How to Get from Here to There – – Curriculum

by theschoolprincipal on April 3, 2011

[This post was written in 2011. I have updated it in spots in order to include what’s going on in 2016. It goes without saying the we want students to be able to get a job or be prepared to further their education. But what else?]

One question, THE question, which has yet to be asked by Congress, is this: What are the goals of education in America? In other words, what should  our kindergartners be able to do by the end of high school? That question should have been asked before Congress reauthorized ESEA (Elementary and Secondary School Act, passed by Congress in 1965) as No Child Left Behind in 2001. Until Congress asks that question  —  and answers it – NCLB should not be reauthorized. President Bush and Congress did not ask THE question in 2001, and that is why NCLB has turned out to be such extremely poor legislation.

The goals are determined first, then standards are written, and finally curriculum is the road map we use to get our students to accomplish the goals. What should they know and be able to do by the time they graduate? 

How about the latest reauthorization of NCLB — ESSA (Every Student Succeeds Act) and your state’s newly created standards?  [The drafts of Arizona’s Math and  English Language Arts (ELA) standards have been posted for public review.] COMMENT: I did not read it–but I did scroll and skim through ESSA – see link above — and could not find a section devoted to THE question — the goals of education in America. Uh oh. Congress was the appropriate place to hold a national conversation about the goals of American education. But maybe the AZ Ed Dept. held that conversation and created goals, which would guide them as the committee members worked on the Standards? Nope. Not there. Double uh oh.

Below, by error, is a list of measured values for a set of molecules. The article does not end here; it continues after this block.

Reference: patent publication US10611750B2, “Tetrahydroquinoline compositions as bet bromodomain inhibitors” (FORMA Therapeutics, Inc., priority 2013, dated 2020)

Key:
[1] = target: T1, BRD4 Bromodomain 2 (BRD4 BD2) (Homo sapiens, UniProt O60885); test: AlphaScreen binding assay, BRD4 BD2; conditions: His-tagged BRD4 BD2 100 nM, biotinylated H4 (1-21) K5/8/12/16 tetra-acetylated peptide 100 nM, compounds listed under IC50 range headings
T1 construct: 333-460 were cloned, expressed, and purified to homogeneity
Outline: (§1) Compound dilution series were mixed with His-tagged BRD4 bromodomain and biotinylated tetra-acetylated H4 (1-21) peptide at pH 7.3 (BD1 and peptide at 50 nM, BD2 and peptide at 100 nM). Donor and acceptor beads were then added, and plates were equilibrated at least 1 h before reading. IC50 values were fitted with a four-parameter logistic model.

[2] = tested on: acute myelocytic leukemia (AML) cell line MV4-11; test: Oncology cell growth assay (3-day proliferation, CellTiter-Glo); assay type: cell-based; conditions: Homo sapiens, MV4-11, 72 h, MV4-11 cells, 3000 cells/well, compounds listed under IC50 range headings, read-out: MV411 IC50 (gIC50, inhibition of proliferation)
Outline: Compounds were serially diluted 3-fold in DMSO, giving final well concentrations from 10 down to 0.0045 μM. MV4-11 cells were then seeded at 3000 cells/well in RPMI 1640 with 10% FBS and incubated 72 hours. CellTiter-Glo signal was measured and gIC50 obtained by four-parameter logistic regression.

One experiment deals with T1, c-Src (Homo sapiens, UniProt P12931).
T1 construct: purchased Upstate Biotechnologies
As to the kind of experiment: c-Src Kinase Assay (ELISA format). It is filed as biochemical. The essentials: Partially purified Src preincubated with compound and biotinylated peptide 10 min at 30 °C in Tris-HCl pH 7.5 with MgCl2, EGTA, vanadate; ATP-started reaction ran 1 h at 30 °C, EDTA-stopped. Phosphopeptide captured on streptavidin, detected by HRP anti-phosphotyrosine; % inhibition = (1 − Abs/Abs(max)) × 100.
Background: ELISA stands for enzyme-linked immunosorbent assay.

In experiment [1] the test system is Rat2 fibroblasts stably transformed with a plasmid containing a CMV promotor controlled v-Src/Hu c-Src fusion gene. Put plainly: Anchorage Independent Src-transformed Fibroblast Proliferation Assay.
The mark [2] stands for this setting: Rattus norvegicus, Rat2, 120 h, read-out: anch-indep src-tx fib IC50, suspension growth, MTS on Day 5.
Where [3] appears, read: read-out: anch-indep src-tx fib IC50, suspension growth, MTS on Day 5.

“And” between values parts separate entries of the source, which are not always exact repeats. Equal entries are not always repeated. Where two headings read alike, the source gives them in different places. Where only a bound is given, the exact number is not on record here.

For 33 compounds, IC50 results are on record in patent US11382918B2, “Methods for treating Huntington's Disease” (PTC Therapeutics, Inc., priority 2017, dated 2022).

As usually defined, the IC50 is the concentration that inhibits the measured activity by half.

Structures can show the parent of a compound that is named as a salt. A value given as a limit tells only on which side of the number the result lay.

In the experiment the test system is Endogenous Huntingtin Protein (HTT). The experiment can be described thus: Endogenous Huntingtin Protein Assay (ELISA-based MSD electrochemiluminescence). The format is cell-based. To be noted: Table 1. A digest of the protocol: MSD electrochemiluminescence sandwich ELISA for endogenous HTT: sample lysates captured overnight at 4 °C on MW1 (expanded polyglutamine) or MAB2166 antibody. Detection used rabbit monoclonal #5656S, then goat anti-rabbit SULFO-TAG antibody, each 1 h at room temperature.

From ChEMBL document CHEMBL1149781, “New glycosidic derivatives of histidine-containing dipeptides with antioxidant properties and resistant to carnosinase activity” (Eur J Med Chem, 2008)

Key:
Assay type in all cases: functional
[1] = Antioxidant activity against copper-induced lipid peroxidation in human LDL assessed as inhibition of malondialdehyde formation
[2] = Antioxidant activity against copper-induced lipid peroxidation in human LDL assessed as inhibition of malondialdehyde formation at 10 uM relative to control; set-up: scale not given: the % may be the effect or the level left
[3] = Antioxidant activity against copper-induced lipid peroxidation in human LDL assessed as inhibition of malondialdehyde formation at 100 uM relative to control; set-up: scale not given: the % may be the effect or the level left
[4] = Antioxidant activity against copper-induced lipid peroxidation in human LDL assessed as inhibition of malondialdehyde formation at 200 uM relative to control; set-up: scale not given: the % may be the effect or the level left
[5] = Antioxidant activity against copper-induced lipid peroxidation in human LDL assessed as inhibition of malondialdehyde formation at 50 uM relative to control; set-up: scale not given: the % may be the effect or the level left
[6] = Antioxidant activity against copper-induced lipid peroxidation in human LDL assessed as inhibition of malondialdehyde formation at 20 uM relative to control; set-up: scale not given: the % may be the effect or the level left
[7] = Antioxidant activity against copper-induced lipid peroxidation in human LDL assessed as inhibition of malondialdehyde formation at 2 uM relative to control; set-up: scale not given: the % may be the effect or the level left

Here is the AZ Dept. of Ed’s definition of standards: 

Standards – What a student needs to know, understand, and be able to do by the end of each grade/course. Standards build across grade levels in a progression of increasing understanding and through a range of cognitive demand levels.

THE question, or what are the goals of American or Arizona education, would be “What does a student needs to know, understand and be able to do when he/she graduates?

Because Congress failed to ask and get answers to THE question when it reauthorized ESEA (Elementary and Secondary Education Act) in 2001, one unintended consequence of NCLB has been a narrowing of curriculum throughout the country. Because of NCLB, according to Diane Ravitch, we actually now have a national curriculum, although the Constitution prohibits the federal government from establishing one. Our national curriculum? Improve last year’s standardized test results in reading, math, and writing. A bit snarky, but as usual, Diane is right again!

Because geography, history, current events, the arts, science, technology, and physical education are not included in the standardized tests required by NCLB, teachers in every subject area are directed to spend unusual amounts of time preparing their students for their states’ reading, math and writing tests.